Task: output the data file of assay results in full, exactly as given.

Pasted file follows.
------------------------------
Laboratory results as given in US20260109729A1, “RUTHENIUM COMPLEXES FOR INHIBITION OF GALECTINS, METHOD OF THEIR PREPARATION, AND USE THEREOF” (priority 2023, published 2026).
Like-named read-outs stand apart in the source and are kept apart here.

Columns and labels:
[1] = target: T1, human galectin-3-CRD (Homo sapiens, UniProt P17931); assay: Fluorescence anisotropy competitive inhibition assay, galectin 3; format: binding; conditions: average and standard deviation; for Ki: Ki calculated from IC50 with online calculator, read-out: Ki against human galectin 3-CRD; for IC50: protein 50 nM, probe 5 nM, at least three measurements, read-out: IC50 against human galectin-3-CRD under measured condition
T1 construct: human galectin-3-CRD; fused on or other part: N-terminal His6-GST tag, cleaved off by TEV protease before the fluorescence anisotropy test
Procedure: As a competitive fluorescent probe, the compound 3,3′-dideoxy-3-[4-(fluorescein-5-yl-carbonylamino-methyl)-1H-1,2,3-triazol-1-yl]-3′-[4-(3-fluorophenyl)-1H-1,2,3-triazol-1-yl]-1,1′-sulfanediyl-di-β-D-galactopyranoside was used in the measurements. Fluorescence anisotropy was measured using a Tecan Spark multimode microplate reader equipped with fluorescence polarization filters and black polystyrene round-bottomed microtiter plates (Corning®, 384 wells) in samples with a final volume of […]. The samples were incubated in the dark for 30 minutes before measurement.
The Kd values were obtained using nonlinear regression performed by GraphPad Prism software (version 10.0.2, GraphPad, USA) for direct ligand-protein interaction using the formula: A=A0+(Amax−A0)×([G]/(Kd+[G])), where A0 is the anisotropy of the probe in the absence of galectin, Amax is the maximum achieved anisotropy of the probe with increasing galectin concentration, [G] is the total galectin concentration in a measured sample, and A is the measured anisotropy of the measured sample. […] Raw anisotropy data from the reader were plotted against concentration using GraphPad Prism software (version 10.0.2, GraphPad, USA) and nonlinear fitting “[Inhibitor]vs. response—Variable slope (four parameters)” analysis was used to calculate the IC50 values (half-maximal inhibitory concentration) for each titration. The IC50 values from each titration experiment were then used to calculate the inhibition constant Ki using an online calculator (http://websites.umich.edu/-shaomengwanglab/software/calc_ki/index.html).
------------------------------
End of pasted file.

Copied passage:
Laboratory results as given in US20260109729A1, “RUTHENIUM COMPLEXES FOR INHIBITION OF GALECTINS, METHOD OF THEIR PREPARATION, AND USE THEREOF” (priority 2023, published 2026).
Like-named read-outs stand apart in the source and are kept apart here.

Columns and labels:
[1] = target: T1, human galectin-3-CRD (Homo sapiens, UniProt P17931); assay: Fluorescence anisotropy competitive inhibition assay, galectin 3; format: binding; conditions: average and standard deviation; for Ki: Ki calculated from IC50 with online calculator, read-out: Ki against human galectin 3-CRD; for IC50: protein 50 nM, probe 5 nM, at least three measurements, read-out: IC50 against human galectin-3-CRD under measured condition
T1 construct: human galectin-3-CRD; fused on or other part: N-terminal His6-GST tag, cleaved off by TEV protease before the fluorescence anisotropy test
Procedure: As a competitive fluorescent probe, the compound 3,3′-dideoxy-3-[4-(fluorescein-5-yl-carbonylamino-methyl)-1H-1,2,3-triazol-1-yl]-3′-[4-(3-fluorophenyl)-1H-1,2,3-triazol-1-yl]-1,1′-sulfanediyl-di-β-D-galactopyranoside was used in the measurements. Fluorescence anisotropy was measured using a Tecan Spark multimode microplate reader equipped with fluorescence polarization filters and black polystyrene round-bottomed microtiter plates (Corning®, 384 wells) in samples with a final volume of […]. The samples were incubated in the dark for 30 minutes before measurement.
The Kd values were obtained using nonlinear regression performed by GraphPad Prism software (version 10.0.2, GraphPad, USA) for direct ligand-protein interaction using the formula: A=A0+(Amax−A0)×([G]/(Kd+[G])), where A0 is the anisotropy of the probe in the absence of galectin, Amax is the maximum achieved anisotropy of the probe with increasing galectin concentration, [G] is the total galectin concentration in a measured sample, and A is the measured anisotropy of the measured sample. […] Raw anisotropy data from the reader were plotted against concentration using GraphPad Prism software (version 10.0.2, GraphPad, USA) and nonlinear fitting “[Inhibitor]vs. response—Variable slope (four parameters)” analysis was used to calculate the IC50 values (half-maximal inhibitory concentration) for each titration. The IC50 values from each titration experiment were then used to calculate the inhibition constant Ki using an online calculator (http://websites.umich.edu/-shaomengwanglab/software/calc_ki/index.html).